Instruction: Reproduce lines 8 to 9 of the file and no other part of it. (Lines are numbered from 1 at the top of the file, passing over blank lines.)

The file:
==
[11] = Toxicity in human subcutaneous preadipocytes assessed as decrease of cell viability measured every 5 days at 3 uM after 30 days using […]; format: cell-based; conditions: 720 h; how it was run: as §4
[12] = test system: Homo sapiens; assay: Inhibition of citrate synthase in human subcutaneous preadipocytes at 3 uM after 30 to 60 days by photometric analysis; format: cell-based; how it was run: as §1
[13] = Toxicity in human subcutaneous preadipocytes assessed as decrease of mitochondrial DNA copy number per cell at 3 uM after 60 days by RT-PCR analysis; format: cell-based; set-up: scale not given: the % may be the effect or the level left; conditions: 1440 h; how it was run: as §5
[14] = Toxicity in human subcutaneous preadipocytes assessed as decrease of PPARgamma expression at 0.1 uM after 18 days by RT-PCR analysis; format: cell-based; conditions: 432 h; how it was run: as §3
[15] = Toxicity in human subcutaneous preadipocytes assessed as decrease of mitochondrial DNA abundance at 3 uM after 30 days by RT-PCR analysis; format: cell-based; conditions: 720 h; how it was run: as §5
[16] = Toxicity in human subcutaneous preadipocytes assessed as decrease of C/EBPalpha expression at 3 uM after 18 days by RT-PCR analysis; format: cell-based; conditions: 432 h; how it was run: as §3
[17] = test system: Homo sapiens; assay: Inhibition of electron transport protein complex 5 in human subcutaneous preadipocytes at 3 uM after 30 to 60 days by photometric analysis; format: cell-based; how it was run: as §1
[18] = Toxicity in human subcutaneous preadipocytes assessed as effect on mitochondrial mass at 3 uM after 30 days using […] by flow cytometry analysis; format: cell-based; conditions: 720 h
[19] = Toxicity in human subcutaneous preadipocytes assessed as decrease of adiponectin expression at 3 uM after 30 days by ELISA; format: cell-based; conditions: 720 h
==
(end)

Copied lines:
[18] = Toxicity in human subcutaneous preadipocytes assessed as effect on mitochondrial mass at 3 uM after 30 days using […] by flow cytometry analysis; format: cell-based; conditions: 720 h
[19] = Toxicity in human subcutaneous preadipocytes assessed as decrease of adiponectin expression at 3 uM after 30 days by ELISA; format: cell-based; conditions: 720 h